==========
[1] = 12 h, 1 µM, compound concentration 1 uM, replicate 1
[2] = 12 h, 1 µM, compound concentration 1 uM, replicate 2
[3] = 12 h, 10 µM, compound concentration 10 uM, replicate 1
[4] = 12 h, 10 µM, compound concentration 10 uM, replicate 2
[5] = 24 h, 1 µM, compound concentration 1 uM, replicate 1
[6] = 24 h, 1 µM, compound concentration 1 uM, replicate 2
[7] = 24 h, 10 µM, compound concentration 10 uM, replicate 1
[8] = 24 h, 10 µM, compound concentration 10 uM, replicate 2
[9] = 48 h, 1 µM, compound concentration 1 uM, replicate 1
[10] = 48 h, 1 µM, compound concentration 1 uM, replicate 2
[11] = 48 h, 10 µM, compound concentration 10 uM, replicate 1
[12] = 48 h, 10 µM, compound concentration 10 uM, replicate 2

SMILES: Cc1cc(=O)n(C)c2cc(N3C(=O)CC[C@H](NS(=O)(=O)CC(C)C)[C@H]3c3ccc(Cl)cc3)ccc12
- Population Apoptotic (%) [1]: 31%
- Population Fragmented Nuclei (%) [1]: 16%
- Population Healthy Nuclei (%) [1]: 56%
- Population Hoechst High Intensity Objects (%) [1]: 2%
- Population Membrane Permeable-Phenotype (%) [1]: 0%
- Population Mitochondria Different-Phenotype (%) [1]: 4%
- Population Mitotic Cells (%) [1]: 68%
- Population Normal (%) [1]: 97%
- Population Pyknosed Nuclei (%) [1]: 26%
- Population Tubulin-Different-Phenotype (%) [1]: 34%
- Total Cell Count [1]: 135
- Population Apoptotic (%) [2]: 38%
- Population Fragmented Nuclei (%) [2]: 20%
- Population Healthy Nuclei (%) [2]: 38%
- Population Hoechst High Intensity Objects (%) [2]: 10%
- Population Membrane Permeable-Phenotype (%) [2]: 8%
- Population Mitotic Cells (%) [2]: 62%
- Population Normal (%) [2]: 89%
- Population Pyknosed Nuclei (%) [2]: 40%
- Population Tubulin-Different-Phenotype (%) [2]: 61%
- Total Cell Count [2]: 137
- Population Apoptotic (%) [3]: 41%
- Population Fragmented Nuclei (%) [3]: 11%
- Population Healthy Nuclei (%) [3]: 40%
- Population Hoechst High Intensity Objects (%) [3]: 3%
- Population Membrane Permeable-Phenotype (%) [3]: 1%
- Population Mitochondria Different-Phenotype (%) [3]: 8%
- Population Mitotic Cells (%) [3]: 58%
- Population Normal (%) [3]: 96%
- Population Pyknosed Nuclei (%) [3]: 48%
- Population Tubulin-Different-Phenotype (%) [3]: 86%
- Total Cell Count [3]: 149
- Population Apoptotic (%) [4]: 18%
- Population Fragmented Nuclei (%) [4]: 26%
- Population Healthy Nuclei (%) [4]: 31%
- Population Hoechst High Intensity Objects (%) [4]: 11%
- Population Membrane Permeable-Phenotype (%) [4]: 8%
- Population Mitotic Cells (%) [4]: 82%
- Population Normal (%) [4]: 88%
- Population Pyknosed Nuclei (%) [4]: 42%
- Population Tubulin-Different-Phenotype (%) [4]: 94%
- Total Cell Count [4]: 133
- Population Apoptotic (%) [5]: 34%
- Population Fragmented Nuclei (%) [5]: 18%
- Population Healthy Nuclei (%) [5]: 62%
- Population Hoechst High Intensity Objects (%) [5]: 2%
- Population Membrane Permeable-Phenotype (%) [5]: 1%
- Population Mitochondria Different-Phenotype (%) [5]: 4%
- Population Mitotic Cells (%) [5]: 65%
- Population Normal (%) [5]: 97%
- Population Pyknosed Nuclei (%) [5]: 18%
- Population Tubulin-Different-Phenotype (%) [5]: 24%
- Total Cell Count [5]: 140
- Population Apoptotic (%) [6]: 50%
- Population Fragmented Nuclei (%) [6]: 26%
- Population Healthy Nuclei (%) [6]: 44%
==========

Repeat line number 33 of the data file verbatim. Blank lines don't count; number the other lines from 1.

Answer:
- Population Tubulin-Different-Phenotype (%) [2]: 61%